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Species / Tundora


Type species: by original designation, Tundora tuberculata Stephenson, 1941:313

Original Diagnosis of Tundora by Stephenson, 1941, p. 313:

  • "This new genus is a small, rotund shell with a low spire, a small, low protoconch, and a rapidly expanding conch. The ornamentation on the uncallused shell consists of narrow to sharp spirals separated by proportionally wide flat.bottomed interspaces in which the incrementals appear as sharp, closely spaced lines. Axials are wanting. In the adult the entire shell is covered with a proportionally thick coating of callus consisting of 2 or more layers. A remarkable peculiarity of this coating is the development over much of its surface of low, round-topped tubercles, most of which are aligned in rows surmounting the concealed spirals; however, scattered nodes are present in the interspaces and nodes are absent on the parietal wall in the vicinity of the aperture, and also on the higher parts of the spire. In one meridian of the spire the callus is folded up to form a narrow, prominent axial ridge which extends up to and over the apex, somewhat as in Calyptraphorus. The four available shells of Tundora tuberculata are all incomplete but the holotype reveals the beginning of an expanded outer lip of undetermined extent. The columella is smooth and the aperture is elongated and terminates acutely at the rear; one of the paratypes shows a narrow anal canal impressed in the callus and extending well up on the side of the penultimate whorl. The anterior canal is narrow, recurved and is probably short. The family relationship of this species is not certainly known, but it appears to be a member of the Strombidae."

Tundora species are

might belong to this genus

Etymology: by anagram from rotunda.

Gender: feminine

History and Synonymy


Bandel, 2007

  • 2.6 Family Pugnellidae KIEL & BANDEL, 1999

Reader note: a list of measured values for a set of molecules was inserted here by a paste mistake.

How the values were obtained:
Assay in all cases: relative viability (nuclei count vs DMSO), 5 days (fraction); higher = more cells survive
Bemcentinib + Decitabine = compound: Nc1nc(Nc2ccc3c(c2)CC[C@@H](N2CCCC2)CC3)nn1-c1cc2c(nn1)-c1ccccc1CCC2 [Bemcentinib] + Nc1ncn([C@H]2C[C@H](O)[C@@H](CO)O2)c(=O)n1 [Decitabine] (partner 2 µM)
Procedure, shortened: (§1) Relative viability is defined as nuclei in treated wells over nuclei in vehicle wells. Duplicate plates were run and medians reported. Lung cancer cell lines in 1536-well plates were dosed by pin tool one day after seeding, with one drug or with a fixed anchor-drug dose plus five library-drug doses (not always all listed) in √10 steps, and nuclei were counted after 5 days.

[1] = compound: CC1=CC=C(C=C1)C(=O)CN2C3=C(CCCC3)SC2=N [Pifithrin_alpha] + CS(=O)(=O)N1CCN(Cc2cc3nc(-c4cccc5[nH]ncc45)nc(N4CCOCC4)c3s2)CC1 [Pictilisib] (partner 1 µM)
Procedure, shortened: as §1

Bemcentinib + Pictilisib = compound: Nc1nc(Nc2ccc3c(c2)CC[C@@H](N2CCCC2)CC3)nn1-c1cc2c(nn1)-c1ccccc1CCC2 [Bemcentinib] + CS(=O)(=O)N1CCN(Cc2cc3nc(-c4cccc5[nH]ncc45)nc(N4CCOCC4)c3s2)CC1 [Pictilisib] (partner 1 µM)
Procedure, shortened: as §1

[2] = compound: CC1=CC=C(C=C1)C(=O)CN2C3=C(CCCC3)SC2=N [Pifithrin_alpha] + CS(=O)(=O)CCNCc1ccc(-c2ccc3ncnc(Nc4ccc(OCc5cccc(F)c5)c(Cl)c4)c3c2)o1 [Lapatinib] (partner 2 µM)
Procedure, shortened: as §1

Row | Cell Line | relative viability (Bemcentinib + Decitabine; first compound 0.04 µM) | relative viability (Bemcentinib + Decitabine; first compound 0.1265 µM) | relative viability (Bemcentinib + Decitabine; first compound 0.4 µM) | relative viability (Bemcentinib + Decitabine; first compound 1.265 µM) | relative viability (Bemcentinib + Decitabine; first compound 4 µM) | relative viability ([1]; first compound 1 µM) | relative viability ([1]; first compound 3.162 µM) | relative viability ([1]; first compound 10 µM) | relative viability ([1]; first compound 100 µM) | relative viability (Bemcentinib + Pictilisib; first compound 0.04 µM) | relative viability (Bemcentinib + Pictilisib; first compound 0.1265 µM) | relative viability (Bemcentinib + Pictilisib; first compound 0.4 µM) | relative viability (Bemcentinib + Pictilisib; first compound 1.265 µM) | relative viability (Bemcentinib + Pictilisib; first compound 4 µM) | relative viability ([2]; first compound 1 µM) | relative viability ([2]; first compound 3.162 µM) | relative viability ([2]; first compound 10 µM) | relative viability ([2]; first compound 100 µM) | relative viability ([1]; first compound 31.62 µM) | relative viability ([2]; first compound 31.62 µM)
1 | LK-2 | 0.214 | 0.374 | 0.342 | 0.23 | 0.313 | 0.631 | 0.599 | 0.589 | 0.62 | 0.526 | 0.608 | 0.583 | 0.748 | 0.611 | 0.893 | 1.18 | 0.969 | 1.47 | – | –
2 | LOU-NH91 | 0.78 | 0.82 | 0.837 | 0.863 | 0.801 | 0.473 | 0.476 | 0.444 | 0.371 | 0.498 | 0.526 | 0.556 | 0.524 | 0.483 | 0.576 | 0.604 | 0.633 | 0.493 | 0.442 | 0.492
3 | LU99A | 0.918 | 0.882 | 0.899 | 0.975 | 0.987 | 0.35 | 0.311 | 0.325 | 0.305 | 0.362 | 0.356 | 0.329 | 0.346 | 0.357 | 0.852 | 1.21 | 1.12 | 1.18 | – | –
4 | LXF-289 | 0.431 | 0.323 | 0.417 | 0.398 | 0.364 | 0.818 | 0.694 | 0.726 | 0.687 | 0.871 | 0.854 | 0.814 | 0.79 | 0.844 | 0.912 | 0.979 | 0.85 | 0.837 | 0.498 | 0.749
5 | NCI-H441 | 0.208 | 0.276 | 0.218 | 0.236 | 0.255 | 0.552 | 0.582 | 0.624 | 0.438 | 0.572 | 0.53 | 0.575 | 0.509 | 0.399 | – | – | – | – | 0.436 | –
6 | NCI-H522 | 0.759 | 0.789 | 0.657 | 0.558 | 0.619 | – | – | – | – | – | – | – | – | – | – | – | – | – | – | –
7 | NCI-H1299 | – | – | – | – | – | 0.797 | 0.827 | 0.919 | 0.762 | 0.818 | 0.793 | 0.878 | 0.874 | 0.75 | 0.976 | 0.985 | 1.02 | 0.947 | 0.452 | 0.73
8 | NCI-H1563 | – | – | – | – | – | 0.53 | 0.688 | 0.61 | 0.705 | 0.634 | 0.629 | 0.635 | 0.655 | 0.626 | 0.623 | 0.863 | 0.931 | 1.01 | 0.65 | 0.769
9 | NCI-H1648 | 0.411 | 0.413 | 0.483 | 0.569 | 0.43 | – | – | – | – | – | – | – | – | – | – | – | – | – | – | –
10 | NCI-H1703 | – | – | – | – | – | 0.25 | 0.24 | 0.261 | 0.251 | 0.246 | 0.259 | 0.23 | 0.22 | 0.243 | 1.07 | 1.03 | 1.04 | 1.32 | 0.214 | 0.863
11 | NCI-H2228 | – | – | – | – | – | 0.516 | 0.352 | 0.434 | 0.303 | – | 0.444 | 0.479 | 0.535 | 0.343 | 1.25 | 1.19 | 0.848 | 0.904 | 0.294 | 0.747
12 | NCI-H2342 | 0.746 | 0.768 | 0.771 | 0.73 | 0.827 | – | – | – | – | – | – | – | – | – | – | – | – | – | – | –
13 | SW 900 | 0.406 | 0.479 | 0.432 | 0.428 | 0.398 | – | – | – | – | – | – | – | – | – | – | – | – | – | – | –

p. 123:
  • The type species is Tundora tuberculata STEPHENSON, 1941 as illustrated by DOCKERY (1993: pl. 27, figs. 1–2, pl. 40, figs. 1–2) from Ripley Formation (Campanian-Maastrichtian).
  • Diagnostic characters: The ovoid shell with low spire has ornament of its whorls with numerous spiral ribs. The body whorls has three spine-like grooved projections of the outer lip, the two spines with spiral keels ending on them, and the third representing the siphon. A callus ridge in the continuation of the posterior edge of the oute rlip. The inner lip is expanded to form a callus with a marginal ridge that covers the inner side of the shell including its apex.
  • Difference: The short and wide spire resembles that of Tessarolax and Pterocerella, but spiral ornament on rounded whorls and callus of the inner lip forming a marginally thickened pad that covers the shell to the spire is quite distinctive to Tundora.


Kollmann, 2009, p. 54:

  • "Tundora Stephenson possesses a sculpture of strong nodes. The whorls are convex (Stephenson 1941; Sohl 1964) to indistinct bi-angular (Dockery 1993). It is closely related or identical with Tessarolax Gabb, 1868."

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